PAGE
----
Mexico Rejects Trump's Offer To Wage War Against Drug Cartel After Slaying Of 9 U.S. Citizens

By Jorge Valencia
Published: Tuesday, November 5, 2019 - 6:04pm
Updated: Wednesday, November 6, 2019 - 11:56am

President Andres Manuel Lopez Obrador of Mexico speaks in a pone conference with President Trump
Mexico Office of the Presidency
President Andres Manuel Lopez Obrador of Mexico (far right) speaks in a pone conference with President Donald Trump on Nov. 5, 2019. He was joined by Foreign Relations Secretary Marcelo Ebrard.

President Andres Manuel Lopez Obrador of Mexico rejected an offer from President Donald Trump on Tuesday for help waging war on organized crime groups in response to an attack in which three children and six women — all U.S. citizens — were killed in Arizona’s cross-border state of Sonora.

Lopez Obrador, at a press conference in Mexico City, said federal authorities had responded to the incident in rural Sonora and were working with state and local officials.

“We thank President Trump and any other foreign government offering to help, but in this type of situation, we must proceed independently, as outlined in our constitution,” Lopez Obrador said.

Trump offered on Twitter on Tuesday morning to help Mexico “wage WAR on the drug cartels and wipe them off the face of the earth.”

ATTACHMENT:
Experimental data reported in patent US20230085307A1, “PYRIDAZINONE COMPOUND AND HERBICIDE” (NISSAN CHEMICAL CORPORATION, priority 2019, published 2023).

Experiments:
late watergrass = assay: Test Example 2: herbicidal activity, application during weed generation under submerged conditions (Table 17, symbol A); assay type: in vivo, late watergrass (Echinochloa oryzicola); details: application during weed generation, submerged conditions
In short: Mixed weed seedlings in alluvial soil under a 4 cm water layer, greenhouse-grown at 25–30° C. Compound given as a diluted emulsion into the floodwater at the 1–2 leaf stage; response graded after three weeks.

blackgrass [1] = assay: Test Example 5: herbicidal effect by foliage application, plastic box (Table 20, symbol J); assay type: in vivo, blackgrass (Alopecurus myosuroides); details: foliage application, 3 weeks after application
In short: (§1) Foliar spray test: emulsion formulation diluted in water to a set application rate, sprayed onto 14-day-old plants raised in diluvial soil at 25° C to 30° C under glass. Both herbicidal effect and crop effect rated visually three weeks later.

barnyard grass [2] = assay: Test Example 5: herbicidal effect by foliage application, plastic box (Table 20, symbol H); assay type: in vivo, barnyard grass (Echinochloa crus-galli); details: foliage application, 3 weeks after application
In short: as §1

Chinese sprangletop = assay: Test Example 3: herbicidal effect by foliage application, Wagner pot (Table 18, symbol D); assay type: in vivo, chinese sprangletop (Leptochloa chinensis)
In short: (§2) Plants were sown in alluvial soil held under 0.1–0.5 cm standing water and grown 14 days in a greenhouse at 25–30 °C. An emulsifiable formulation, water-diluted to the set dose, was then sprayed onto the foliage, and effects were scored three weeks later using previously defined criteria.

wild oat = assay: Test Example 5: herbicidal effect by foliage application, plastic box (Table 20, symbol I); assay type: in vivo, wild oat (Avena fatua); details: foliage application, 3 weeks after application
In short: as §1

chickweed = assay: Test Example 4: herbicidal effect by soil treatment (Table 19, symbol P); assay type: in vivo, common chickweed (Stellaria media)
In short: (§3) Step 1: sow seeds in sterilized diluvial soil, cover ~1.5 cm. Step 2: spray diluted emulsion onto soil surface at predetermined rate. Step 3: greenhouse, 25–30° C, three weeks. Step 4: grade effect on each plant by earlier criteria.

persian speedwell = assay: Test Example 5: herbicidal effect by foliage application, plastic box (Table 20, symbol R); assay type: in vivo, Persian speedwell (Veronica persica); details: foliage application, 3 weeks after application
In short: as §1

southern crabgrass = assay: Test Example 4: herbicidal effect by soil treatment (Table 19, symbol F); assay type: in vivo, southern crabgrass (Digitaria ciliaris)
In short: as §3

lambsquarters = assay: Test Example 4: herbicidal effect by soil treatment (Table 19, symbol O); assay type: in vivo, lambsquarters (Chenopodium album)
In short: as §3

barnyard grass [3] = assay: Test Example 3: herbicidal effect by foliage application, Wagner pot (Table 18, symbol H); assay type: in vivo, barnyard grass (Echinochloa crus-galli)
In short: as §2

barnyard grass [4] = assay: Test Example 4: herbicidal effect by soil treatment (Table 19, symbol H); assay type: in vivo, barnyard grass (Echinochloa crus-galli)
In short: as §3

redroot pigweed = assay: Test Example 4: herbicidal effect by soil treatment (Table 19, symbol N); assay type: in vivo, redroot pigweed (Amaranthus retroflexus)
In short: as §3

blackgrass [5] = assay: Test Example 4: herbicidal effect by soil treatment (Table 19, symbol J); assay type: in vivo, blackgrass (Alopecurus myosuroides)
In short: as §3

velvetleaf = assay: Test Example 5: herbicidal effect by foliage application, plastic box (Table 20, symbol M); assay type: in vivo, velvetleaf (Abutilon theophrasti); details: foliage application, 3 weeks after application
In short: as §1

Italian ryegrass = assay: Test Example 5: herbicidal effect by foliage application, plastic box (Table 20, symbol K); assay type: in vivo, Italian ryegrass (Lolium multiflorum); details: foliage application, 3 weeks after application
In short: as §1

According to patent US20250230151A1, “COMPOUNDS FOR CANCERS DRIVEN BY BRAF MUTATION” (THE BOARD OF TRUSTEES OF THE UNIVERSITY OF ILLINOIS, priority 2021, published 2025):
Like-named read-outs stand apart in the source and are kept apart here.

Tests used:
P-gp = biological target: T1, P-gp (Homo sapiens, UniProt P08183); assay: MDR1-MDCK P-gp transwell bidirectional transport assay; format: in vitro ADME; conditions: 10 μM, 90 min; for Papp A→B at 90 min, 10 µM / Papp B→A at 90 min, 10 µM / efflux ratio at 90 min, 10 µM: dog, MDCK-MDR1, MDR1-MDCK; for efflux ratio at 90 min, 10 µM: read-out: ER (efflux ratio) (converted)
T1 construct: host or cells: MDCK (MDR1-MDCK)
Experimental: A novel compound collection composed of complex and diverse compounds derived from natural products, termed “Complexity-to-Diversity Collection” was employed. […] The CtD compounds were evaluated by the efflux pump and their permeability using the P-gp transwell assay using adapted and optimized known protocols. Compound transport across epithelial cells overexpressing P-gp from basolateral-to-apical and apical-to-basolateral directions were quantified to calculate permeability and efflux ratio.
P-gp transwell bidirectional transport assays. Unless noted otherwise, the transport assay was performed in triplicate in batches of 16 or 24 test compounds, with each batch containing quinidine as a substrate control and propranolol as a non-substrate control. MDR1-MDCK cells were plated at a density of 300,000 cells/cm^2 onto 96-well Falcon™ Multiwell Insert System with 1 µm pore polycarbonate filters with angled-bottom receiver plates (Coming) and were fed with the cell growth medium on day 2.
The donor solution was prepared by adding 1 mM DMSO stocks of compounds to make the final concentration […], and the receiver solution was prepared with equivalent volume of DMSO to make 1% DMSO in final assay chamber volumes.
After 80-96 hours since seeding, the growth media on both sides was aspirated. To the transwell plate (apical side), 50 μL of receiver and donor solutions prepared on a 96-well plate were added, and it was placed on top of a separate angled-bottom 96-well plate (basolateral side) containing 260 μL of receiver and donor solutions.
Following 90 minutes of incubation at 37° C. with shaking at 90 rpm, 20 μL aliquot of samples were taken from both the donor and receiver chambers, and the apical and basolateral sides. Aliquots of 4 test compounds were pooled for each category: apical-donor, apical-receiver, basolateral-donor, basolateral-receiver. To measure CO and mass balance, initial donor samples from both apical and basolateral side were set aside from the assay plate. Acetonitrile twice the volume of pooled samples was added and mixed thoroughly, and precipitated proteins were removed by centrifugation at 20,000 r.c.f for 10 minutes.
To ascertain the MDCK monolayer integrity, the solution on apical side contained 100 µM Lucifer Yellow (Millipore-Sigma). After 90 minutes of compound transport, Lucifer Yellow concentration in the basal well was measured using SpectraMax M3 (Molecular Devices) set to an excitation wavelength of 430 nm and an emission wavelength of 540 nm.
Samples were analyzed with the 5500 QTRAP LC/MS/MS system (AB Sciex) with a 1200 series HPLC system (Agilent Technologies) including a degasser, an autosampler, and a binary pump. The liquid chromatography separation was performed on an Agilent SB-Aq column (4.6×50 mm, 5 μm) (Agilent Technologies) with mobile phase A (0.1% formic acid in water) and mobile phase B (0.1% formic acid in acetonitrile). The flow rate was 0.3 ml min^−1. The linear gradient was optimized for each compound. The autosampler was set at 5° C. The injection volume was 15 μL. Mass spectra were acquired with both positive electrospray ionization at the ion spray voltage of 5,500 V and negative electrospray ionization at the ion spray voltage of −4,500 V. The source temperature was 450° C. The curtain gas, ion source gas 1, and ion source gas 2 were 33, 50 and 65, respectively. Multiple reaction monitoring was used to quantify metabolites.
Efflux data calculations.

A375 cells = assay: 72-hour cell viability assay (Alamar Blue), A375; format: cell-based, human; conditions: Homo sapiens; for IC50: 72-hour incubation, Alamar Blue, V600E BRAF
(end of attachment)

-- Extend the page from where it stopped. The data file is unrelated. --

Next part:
The U.S. has already given $1.6 billion to Mexico since 2008 through the Merida Initiative for anti-drug, law enforcement and border security efforts. And yet violence has not stopped in the country’s 12-year war against drug trafficking groups, seeing more than 33,000 homicides in 2018, the highest number on record.

Instead, Mexico has asked the U.S. to reduce the flow of firearms to Mexico, where they are often used by organized crime.

Trump’s offer came after drug cartel gunmen ambushed what appeared to be a family traveling in three SUVs between the states of Sonora and Chihuahua in northern Mexico. The dead included 8-month-old twins. At least five children were wounded and were taken to for treatment in Phoenix, said Mexican Security Secretary Alfonso Durazo in a press conference. He did not release details on their injuries or where they were being treated.

The gunmen may have mistaken the family's convoy for a rival gang, Durazo said. The Associated Press reported the victims were U.S. citizens who lived in a Mexican community founded by an offshoot of the Mormon Church.

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